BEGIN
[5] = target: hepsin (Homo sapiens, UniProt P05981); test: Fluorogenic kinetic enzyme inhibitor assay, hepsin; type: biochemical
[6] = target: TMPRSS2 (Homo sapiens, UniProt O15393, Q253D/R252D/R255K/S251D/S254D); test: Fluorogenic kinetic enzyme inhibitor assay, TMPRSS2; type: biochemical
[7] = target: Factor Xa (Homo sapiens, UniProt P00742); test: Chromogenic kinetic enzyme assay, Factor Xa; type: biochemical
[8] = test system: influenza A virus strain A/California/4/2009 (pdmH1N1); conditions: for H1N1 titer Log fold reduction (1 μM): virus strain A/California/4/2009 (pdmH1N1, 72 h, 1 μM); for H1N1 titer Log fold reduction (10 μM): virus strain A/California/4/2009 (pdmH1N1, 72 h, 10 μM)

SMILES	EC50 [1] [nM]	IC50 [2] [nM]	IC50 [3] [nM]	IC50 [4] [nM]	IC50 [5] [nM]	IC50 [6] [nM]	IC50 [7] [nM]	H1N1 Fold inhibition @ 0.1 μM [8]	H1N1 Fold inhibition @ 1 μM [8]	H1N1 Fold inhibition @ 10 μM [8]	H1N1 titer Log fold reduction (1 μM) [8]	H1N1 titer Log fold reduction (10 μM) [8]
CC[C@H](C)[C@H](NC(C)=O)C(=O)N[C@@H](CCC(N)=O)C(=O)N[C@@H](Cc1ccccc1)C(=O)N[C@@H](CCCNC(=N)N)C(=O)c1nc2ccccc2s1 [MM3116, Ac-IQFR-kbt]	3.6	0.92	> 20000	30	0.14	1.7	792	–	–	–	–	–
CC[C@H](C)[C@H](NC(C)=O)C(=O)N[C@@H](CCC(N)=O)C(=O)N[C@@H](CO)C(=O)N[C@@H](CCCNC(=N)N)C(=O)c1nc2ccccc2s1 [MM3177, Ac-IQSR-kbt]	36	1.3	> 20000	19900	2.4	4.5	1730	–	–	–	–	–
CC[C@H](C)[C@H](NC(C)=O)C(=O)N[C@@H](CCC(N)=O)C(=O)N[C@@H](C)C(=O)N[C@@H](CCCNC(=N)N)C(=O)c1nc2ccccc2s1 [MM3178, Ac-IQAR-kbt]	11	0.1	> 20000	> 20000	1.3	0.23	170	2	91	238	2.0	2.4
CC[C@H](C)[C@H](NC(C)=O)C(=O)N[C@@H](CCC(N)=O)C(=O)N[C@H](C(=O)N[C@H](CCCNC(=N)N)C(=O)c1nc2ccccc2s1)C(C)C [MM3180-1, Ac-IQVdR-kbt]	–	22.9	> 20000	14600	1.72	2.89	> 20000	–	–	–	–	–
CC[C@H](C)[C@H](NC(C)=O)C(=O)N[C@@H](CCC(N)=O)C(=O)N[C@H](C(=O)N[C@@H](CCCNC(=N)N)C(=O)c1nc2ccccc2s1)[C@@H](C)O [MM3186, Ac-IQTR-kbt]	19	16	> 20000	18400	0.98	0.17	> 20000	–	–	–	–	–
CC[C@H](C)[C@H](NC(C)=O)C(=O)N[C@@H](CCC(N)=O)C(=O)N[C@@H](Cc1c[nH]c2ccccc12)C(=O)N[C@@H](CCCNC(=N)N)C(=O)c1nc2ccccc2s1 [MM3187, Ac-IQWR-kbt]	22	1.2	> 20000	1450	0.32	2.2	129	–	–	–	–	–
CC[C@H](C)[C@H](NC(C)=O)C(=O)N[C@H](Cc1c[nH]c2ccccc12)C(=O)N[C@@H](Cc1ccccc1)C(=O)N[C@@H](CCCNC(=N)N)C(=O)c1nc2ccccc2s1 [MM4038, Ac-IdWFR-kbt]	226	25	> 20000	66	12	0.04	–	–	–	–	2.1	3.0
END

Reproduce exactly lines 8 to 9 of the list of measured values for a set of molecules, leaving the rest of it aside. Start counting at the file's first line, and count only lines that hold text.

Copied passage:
CC[C@H](C)[C@H](NC(C)=O)C(=O)N[C@@H](CCC(N)=O)C(=O)N[C@@H](C)C(=O)N[C@@H](CCCNC(=N)N)C(=O)c1nc2ccccc2s1 [MM3178, Ac-IQAR-kbt]	11	0.1	> 20000	> 20000	1.3	0.23	170	2	91	238	2.0	2.4
CC[C@H](C)[C@H](NC(C)=O)C(=O)N[C@@H](CCC(N)=O)C(=O)N[C@H](C(=O)N[C@H](CCCNC(=N)N)C(=O)c1nc2ccccc2s1)C(C)C [MM3180-1, Ac-IQVdR-kbt]	–	22.9	> 20000	14600	1.72	2.89	> 20000	–	–	–	–	–